Hi

I just have a quick question: how do I change x=1-y in to polar coordinates.

It is for an integration limit problem that I am working on.

Thanks

Nerdo

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- Nov 20th 2011, 12:48 PMnerdoCartesian to polar
Hi

I just have a quick question: how do I change x=1-y in to polar coordinates.

It is for an integration limit problem that I am working on.

Thanks

Nerdo - Nov 20th 2011, 12:53 PMQuackyRe: Cartesian to polar
Is there something stopping you from substituting in $\displaystyle x=r\cos\theta$ and $\displaystyle y=r\sin\theta$? Am I missing something?

- Nov 20th 2011, 12:57 PMnerdoRe: Cartesian to polar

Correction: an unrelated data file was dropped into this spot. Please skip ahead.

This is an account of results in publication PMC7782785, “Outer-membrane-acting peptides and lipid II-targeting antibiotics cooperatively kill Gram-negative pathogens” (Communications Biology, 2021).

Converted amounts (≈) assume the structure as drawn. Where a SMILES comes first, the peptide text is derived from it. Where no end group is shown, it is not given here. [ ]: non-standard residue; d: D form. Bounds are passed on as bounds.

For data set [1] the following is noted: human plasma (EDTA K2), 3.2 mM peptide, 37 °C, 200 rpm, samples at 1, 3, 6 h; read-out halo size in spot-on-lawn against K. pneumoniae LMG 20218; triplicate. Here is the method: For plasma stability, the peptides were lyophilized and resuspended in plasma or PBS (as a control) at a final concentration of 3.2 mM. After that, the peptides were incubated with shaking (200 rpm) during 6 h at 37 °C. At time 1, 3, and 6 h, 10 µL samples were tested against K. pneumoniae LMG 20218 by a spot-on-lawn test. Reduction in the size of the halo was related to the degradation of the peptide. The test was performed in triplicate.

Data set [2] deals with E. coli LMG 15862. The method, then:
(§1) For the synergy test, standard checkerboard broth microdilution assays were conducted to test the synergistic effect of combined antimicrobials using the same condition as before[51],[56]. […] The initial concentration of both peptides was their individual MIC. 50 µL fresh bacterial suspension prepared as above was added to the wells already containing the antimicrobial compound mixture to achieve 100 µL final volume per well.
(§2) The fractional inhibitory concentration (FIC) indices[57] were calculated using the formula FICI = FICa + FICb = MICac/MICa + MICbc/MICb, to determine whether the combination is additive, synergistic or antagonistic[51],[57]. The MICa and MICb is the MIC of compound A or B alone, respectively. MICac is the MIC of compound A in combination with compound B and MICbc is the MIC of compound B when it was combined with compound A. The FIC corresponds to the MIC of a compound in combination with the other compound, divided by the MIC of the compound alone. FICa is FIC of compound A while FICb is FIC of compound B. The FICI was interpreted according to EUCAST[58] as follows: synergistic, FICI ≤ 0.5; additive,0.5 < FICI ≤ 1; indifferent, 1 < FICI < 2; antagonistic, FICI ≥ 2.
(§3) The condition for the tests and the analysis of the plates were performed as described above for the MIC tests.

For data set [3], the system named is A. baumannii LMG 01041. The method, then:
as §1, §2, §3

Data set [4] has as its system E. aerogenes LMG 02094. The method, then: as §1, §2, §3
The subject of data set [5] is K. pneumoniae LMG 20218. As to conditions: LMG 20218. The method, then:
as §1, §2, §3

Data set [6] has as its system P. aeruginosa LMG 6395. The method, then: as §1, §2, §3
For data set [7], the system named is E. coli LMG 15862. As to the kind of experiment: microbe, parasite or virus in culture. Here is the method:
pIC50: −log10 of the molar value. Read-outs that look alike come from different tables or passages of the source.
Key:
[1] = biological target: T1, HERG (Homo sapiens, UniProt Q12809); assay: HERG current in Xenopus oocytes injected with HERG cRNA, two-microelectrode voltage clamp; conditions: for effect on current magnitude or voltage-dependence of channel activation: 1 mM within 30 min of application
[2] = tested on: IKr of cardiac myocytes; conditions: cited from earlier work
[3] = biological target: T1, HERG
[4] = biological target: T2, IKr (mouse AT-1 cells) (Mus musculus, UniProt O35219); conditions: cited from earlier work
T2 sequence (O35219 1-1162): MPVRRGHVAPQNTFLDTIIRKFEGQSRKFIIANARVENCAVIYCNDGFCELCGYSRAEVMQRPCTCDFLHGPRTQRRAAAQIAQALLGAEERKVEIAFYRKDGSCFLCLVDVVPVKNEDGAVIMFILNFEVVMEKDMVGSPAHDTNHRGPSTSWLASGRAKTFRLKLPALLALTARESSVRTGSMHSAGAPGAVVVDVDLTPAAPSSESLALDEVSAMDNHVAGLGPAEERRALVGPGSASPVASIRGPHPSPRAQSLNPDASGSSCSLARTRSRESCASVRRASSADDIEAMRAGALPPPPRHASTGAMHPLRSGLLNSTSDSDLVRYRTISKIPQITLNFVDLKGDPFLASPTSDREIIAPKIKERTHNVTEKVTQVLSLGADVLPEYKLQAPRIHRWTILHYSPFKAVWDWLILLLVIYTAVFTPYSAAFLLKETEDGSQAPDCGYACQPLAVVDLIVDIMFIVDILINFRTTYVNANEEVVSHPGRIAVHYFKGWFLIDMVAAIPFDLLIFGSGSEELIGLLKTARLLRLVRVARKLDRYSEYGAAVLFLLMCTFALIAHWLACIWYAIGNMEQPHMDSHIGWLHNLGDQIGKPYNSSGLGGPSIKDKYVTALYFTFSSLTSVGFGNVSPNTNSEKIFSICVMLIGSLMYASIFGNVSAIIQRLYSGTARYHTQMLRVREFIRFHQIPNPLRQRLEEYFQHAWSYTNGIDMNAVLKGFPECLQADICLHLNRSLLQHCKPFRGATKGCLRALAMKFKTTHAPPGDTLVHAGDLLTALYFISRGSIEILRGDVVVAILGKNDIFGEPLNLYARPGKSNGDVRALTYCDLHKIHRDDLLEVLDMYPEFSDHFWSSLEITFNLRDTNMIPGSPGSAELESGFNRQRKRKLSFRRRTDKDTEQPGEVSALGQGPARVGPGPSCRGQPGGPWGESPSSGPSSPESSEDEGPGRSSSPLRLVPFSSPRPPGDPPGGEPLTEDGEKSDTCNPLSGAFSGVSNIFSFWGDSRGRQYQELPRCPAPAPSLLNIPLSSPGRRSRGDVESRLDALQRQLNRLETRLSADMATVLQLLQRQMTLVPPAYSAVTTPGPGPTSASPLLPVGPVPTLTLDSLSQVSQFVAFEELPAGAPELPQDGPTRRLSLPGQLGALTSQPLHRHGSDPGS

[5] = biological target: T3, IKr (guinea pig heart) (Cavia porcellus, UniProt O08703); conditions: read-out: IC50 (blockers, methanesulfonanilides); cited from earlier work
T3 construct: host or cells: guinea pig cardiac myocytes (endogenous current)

- Nov 20th 2011, 01:07 PMQuackyRe: Cartesian to polar
It is possible, I think.

$\displaystyle \cos\theta{+}\sin\theta =\frac{1}{r}$

Squaring both sides gives:

$\displaystyle (\cos\theta{+}\sin\theta )^2=\frac{1}{r^2}$

$\displaystyle 1+\underbrace{2\sin\theta\cos\theta}=\frac{1}{r^2}$

Recognize this, at all? (Wink)

Edit: Corrected a mistake. - Nov 20th 2011, 01:09 PMQuackyRe: Cartesian to polar
I've just editted a mistake from the post above.